Held and Free: Coming Out of Your Story

Meagan M. O'Nan

Publisher: New Degree Press Pages: 212 Price: (paperback) $19.99 ISBN: 9798889266228 Reviewed: September, 2023 Author Website: Visit »

Meagan’s M. O’Nan’s memoir provides a candid account of her search for self-acceptance as a gay woman in Mississippi. With her spirituality at stake and no models or mentors, she embarks on a vulnerable quest for truth and healing.

Raised by a loving Catholic family, Meagan seeks protection in her faith, yet feels less-than-worthy of God’s love. Despite accomplishments as a lauded all-state collegiate athlete in Mississippi and leader in the Fellowship of Christian Athletes, she painfully navigates her hypocritical “saved” status like a “master chameleon.” Missions in the name of preaching salvation bring unbearable inner turmoil, and after being outed by an ex-boyfriend, she transfers to a Miami college.

Eventually, Meagan reveals her homosexuality to her parents. Initially, her mother requests she consider conversion therapy, but her father is more accepting. In time, their deep love and honesty with Meagan conquer any lack of understanding.

In Florida, Meagan has a serious romantic relationship with her college professor, Desiree. Happy for the first time, she realizes her dreams of becoming a published writer. They move to Colorado and find a church where they’re comfortable, but their union is short-lived. Lonely, O’Nan writes a new book about spiritual growth.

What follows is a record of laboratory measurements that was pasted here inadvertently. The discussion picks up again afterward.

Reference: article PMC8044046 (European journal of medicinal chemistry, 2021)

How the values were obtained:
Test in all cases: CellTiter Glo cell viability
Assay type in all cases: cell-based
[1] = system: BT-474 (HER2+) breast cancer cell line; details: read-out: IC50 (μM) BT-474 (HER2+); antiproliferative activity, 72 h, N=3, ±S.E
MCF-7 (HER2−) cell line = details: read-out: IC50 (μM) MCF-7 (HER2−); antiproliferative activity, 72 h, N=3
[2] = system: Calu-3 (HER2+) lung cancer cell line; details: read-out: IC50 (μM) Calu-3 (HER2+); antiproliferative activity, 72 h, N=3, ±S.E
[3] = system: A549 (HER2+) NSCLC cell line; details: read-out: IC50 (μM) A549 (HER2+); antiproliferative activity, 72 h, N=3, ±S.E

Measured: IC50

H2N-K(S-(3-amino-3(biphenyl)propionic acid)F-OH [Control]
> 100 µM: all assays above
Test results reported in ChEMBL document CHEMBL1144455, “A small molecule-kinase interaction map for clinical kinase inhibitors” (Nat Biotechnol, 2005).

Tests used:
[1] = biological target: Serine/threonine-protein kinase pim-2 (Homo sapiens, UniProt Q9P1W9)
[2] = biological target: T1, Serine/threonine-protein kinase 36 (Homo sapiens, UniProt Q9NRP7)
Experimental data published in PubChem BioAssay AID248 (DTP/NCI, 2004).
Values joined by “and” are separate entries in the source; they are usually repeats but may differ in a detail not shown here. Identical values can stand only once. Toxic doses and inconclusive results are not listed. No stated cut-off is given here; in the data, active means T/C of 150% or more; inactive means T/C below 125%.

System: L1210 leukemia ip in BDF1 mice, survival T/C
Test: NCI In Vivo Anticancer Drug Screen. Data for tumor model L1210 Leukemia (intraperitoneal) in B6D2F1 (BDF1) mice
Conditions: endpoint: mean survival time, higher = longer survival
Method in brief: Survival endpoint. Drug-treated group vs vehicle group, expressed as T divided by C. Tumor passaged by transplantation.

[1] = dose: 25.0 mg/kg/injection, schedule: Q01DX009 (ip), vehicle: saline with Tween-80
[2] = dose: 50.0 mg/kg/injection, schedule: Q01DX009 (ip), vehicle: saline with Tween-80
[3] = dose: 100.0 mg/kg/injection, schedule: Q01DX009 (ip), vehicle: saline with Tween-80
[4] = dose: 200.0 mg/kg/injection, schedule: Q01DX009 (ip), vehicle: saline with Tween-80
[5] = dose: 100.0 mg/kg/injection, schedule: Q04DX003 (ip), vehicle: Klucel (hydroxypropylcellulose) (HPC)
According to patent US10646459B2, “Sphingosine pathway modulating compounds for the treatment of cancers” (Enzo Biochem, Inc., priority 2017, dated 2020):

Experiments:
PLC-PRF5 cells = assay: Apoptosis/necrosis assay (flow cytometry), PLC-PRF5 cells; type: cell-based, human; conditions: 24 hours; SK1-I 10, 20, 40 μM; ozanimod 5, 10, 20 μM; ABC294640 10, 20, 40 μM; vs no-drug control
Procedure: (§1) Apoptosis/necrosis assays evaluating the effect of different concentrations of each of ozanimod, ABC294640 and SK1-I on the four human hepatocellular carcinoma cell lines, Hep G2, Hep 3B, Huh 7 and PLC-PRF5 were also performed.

When Clare enters her life, Meagan finds her person and trusts in God again. Married, they return to her Mississippi hometown, raising fears of old prejudices, but with Clare’s support, Meagan renews her strength. She now promotes her books, is a keynote speaker, and makes local television appearances around LGBQT+ legislative issues.

The book can be repetitive describing O’Nan’s constant emotional rollercoaster. Most anecdotes are fraught with her copious tears brought on by hurt, shame, rejection— and sometimes relief. While it contains some self-promotion for her publications and speaking program, O’Nan is neither preachy nor overtly political; she’s at best a reluctant activist.

Ultimately, the book’s purpose is to help the author heal, and readers will empathize with O’Nan as she learns to embrace her authentic self.

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